Consequences of a Broken Taboo

Nuclear First Strike: Consequences of a Broken Taboo

John Mark Mattox

Nuclear First Strike: Consequences of a Broken Taboo. By George H. Quester. Baltimore, Md.: The Johns Hopkins University Press, 2006. 176 pages. $55.00 ($22.95 paper).

No one who has spent time, since the end of the Cold War, thinking about nuclear weapons and their consequences would argue that the nuclear genie is “back in the bottle”–and that there is no longer anything to worry about. For those, however, who haven’t thought much about nuclear weapons in the last 20 years might be operating under the dangerous assumption that the genie has evaporated–and that there is nothing to worry about. For those in the latter category, George H. Quester is the bearer of disturbing news; the genie has not evaporated, and the scenarios in which the genie might slip from the bottle have never been more numerous than they are today.

What keeps the genie in check? Quester forcefully argues that it is the effect of “taboo”–a sacred (or at least sacrosanct) prohibition that makes an act utterly unthinkable. A taboo, Quester notes, “is more than simply something we would want to avoid, something that we disapprove of, for we do not hear of a taboo on bank robberies or a taboo on murder. The word is distinctive in that it refers to something that we are not willing even to think about doing. There is no weighing of benefits and costs; we simply reject the idea without further thought.” As Quester points out, when it comes to the possibility that the now 62-year-old taboo on nuclear weapon use might be violated, there is much to think about.

Quester outlines an extensive array of scenarios–some very possible, others, by his own assessment, less so–in which the nuclear taboo might be broken. He assesses likely world reaction to the breaking of the taboo as well as responses from the American electorate. In both cases, one is struck by the bewildering array of possibilities and variations. While the casual reader may feel a bit put-off by so many variables, the thoughtful reader surely will pause to consider one of the more sobering implications of Quester’s argument; that the “tidy” nuclear world of the Cold War is truly a thing of the past. Nowadays, even non-state actors without state sponsorship conceivably could carry out a radiological or nuclear attack. Scenarios which never received widespread consideration during the days when only great powers had nuclear weapons now thrust themselves on the world in unsettling ways. Not only are the scenarios themselves disturbing; the second-order effects to which those scenarios could give rise are equally disquieting. The author notes, “What a nuclear attack on an American city would do to American standards of civil liberty may indeed be one of the more worrisome impacts we have to consider.”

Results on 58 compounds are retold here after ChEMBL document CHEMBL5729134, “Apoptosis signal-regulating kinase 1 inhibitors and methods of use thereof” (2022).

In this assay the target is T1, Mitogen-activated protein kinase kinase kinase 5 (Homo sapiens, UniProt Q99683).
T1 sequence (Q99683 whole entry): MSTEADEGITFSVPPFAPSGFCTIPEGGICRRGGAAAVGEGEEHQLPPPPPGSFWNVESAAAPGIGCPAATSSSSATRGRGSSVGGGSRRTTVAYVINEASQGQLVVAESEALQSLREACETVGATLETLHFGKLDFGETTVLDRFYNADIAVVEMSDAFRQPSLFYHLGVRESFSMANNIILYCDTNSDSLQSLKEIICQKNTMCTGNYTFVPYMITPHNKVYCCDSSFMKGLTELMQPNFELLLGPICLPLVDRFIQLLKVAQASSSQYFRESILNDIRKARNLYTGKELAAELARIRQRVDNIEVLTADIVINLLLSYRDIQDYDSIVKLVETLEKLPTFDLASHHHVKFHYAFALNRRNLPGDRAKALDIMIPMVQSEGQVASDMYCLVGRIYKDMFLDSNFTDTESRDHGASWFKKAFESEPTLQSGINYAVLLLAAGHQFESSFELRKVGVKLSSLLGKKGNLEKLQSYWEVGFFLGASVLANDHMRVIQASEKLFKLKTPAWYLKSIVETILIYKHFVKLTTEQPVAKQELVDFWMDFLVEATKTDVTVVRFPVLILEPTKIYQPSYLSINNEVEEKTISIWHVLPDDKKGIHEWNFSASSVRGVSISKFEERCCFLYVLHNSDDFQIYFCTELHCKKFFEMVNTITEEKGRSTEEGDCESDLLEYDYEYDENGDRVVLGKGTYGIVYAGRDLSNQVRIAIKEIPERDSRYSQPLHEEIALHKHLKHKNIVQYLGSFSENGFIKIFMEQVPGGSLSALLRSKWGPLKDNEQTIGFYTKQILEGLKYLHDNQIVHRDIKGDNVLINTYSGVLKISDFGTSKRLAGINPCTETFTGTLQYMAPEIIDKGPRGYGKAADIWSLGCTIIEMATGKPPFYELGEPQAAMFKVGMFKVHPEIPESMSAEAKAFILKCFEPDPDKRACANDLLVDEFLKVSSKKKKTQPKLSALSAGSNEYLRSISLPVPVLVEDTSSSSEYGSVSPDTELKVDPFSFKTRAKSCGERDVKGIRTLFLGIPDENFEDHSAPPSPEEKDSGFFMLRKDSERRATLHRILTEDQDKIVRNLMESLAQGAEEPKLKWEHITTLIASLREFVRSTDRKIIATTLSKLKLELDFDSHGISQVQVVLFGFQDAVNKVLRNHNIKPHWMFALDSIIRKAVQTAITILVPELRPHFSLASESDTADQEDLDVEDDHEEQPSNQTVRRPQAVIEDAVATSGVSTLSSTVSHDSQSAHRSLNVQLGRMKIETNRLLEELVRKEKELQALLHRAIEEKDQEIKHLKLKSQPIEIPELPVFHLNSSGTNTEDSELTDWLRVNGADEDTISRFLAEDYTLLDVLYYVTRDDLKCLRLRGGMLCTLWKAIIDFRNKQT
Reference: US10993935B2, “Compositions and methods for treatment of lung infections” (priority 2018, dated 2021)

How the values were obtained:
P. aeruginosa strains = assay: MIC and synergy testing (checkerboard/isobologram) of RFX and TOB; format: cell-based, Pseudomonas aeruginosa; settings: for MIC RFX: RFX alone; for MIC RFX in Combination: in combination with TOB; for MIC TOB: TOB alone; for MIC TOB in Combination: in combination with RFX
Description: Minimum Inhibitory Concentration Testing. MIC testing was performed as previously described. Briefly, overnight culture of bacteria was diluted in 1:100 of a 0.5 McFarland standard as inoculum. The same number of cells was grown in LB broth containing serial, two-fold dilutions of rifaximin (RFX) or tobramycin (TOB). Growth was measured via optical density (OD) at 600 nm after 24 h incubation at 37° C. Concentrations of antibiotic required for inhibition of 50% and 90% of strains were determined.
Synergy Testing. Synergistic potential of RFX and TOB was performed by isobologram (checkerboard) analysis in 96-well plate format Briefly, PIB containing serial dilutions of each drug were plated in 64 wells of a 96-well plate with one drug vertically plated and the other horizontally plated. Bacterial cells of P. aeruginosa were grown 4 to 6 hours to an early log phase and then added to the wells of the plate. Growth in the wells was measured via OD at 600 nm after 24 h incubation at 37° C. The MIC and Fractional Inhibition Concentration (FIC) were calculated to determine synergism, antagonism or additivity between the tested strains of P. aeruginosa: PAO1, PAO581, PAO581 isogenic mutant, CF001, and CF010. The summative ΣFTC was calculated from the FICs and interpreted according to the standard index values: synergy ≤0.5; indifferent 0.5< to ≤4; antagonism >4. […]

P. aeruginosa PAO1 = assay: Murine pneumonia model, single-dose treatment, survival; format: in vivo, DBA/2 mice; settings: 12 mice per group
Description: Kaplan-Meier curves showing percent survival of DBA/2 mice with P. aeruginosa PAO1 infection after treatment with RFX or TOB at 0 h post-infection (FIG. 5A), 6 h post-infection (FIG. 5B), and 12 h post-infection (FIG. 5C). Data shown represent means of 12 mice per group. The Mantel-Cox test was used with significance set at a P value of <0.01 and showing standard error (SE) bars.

Despite these scenarios, Quester’s central message is not one of doom and gloom. Rather, it is that if individual nations and the international community at large can leverage the force of taboo and agree that the nuclear taboo must be left unbroken, the resulting united front could have the salutary effect of reinforcing the taboo such that nuclear weapons are never used again. Quester outlines a number of taboo-reinforcing behaviors and milestones, preeminent among which is the year 2045, the centennial of the only hostile use of nuclear weapons. If the world can manage to eschew nuclear weapons use until then, that anniversary will constitute yet another symbolic firebreak–itself another reason not to break the taboo.

The author also reviews a wide variety of possible US policy approaches to reinforce the taboo. He suggests that certain prudent measures (such as a serious national commitment to a robust nuclear incident response capability), while not necessarily intended as taboo-reinforcing per se, are likely to yield the same net effect. The sheer number of possible policy approaches which the author entertains combines to confirm what the reader has been sensing all along, there are no easy answers. There simply is no ironclad guarantee that some entity–state or otherwise–will never use a nuclear weapon. The notion of taboo is powerful, but it is no panacea. Indeed, the best conceived US policies may have no effect whatsoever against the Osama bin Ladens of the world, whose philosophies actually might welcome nuclear cataclysm.

In sum, Quester presents us with a paradox–one whose ramifications must be considered carefully; on the one hand, all parties must take affirmative steps to maintain the efficacy of the nuclear taboo, which, by definition, is something so terrible that one does not even think about it. On the other hand, the only way to preserve the taboo is to think about it; don’t pretend that nuclear weapons don’t exist; don’t pretend that the possibility of their use is inconceivable; and don’t pretend that the taboo surrounding their use could never be broken. It can; and if it is broken … well then … the results could be too terrible to think about.

Reviewed by Colonel John Mark Mattox, Commandant, Defense Nuclear Weapons School, Kirtland Air Force Base, NM.

COPYRIGHT 2007 U.S. Army War College

COPYRIGHT 2008 Gale, Cengage Learning